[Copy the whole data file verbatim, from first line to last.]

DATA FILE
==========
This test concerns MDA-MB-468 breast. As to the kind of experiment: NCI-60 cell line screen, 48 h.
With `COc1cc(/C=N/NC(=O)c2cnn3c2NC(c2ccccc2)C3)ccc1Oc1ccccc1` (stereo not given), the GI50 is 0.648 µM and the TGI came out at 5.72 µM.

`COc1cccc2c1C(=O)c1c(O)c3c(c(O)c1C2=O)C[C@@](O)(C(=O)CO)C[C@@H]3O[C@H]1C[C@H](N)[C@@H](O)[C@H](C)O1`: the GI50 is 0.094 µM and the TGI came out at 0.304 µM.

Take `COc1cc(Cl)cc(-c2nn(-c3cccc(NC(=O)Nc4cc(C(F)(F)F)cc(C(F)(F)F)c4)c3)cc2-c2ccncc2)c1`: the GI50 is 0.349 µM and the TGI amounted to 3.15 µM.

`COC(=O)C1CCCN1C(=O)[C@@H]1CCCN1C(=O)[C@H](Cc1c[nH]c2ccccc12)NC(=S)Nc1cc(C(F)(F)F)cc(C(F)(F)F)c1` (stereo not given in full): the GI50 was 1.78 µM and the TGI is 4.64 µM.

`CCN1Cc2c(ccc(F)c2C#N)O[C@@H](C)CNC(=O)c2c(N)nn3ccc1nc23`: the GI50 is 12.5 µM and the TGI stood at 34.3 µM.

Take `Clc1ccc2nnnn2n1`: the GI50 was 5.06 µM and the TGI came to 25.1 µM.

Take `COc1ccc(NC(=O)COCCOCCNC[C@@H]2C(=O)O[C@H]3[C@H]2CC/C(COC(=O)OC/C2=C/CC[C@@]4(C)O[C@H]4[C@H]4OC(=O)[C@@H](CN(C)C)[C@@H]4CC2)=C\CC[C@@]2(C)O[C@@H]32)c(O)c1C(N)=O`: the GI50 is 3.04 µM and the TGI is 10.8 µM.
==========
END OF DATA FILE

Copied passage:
This test concerns MDA-MB-468 breast. As to the kind of experiment: NCI-60 cell line screen, 48 h.
With `COc1cc(/C=N/NC(=O)c2cnn3c2NC(c2ccccc2)C3)ccc1Oc1ccccc1` (stereo not given), the GI50 is 0.648 µM and the TGI came out at 5.72 µM.

`COc1cccc2c1C(=O)c1c(O)c3c(c(O)c1C2=O)C[C@@](O)(C(=O)CO)C[C@@H]3O[C@H]1C[C@H](N)[C@@H](O)[C@H](C)O1`: the GI50 is 0.094 µM and the TGI came out at 0.304 µM.

Take `COc1cc(Cl)cc(-c2nn(-c3cccc(NC(=O)Nc4cc(C(F)(F)F)cc(C(F)(F)F)c4)c3)cc2-c2ccncc2)c1`: the GI50 is 0.349 µM and the TGI amounted to 3.15 µM.

`COC(=O)C1CCCN1C(=O)[C@@H]1CCCN1C(=O)[C@H](Cc1c[nH]c2ccccc12)NC(=S)Nc1cc(C(F)(F)F)cc(C(F)(F)F)c1` (stereo not given in full): the GI50 was 1.78 µM and the TGI is 4.64 µM.

`CCN1Cc2c(ccc(F)c2C#N)O[C@@H](C)CNC(=O)c2c(N)nn3ccc1nc23`: the GI50 is 12.5 µM and the TGI stood at 34.3 µM.

Take `Clc1ccc2nnnn2n1`: the GI50 was 5.06 µM and the TGI came to 25.1 µM.

Take `COc1ccc(NC(=O)COCCOCCNC[C@@H]2C(=O)O[C@H]3[C@H]2CC/C(COC(=O)OC/C2=C/CC[C@@]4(C)O[C@H]4[C@H]4OC(=O)[C@@H](CN(C)C)[C@@H]4CC2)=C\CC[C@@]2(C)O[C@@H]32)c(O)c1C(N)=O`: the GI50 is 3.04 µM and the TGI is 10.8 µM.